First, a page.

2.6. Risk of Bias in Individual Studies

To assess the risk of bias in each individual study, we collected the information on the limitations of each study as reported by the authors.

2.7. Summary Areas of Interest and Synthesis of Results

The principal areas of interest extracted from the studies were (1) diabetes diagnostic capacity; (2) access to medicines for diabetic patients; (3) capacity of healthcare workers; (4) pilot projects to enhance healthcare workers’ capacity and (5) increase patients’ adherence to treatment; (6) existence of electronic medical records; (7) provision of national guidelines for diabetes care; and (8) pilot projects to study integration of diabetes care into HIV and TB platforms. The results were synthesized and analyzed below following these areas.

3. Results

A total of 3186 English language records were initially identified, plus an additional 3 were included via snowball sampling and expert opinion. A title or title and abstract screening of the initial 3186 articles narrowed these down to 318 articles for full text review; finally, 55 articles remained that met the eligibility criteria by including evaluation of different aspects on health system performance, interventions devoted to the improvement of diabetes care, and some mention of the integration of diabetes care in other disease care platforms. These articles were included in the final qualitative analysis (Figure 1).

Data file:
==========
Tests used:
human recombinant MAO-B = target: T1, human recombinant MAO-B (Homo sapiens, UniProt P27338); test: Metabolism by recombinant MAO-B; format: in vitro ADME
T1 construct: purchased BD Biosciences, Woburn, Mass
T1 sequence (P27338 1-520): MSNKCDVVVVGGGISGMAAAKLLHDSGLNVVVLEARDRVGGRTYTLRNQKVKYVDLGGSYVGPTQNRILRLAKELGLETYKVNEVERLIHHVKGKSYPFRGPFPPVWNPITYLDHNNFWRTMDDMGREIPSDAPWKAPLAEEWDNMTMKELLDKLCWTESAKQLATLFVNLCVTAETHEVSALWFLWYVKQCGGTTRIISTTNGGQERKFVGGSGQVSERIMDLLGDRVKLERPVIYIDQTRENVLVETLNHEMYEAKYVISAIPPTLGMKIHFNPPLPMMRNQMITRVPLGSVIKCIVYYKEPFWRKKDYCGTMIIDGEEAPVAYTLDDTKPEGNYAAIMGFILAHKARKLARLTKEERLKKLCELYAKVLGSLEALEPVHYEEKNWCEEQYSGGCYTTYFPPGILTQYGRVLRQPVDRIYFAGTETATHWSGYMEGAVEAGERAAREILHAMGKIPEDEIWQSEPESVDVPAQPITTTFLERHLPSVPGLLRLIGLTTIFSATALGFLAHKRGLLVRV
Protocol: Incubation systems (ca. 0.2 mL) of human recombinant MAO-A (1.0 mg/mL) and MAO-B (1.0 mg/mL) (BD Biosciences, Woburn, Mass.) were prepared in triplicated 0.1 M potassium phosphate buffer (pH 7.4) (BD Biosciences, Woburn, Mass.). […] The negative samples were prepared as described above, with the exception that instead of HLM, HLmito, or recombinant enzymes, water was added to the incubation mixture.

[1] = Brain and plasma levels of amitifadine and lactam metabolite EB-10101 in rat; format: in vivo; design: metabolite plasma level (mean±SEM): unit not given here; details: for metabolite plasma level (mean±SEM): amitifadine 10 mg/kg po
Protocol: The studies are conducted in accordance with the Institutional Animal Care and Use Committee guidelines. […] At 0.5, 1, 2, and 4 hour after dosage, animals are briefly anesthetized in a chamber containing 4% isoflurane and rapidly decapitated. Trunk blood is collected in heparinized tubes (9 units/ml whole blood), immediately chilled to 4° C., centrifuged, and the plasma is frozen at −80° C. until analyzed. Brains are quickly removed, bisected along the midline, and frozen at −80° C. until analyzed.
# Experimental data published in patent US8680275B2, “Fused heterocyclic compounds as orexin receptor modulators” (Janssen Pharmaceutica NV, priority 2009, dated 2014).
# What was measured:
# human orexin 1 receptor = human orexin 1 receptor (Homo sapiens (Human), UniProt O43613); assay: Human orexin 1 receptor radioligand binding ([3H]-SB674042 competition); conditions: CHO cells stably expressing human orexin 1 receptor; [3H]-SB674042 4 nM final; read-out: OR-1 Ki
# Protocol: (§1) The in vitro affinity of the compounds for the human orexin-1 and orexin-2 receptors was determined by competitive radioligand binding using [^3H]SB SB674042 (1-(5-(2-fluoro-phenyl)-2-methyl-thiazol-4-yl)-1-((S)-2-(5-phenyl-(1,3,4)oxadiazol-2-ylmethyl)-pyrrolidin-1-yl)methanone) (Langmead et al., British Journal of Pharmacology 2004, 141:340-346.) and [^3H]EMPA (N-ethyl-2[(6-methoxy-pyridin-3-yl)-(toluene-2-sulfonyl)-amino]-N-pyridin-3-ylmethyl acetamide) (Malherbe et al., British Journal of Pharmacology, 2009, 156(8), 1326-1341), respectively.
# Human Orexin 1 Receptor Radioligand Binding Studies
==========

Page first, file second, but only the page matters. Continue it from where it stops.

Figure 1: Flow diagram of the study selection procedure.

The degree of integration of diabetes within health systems varied from little to no mention of integration to examples in which significant integration of diabetes was explicitly discussed. Based on the study questions, nine areas related to diabetes and healthcare systems emerged from the analysis: (1) capacity to diagnose diabetes; (2) access to medicines for diabetic patients; (3) capacity of healthcare workers; (4) pilot experiences designed to optimize the effectiveness of healthcare workers’ capacity; (5) pilot experiences for increasing patients’ adherence to treatment (Table 1); (6) existence of electronic medical records; (7) provision of national guidelines for diabetes care; and (8) integration of diabetes care into HIV and TB platforms (Table 2).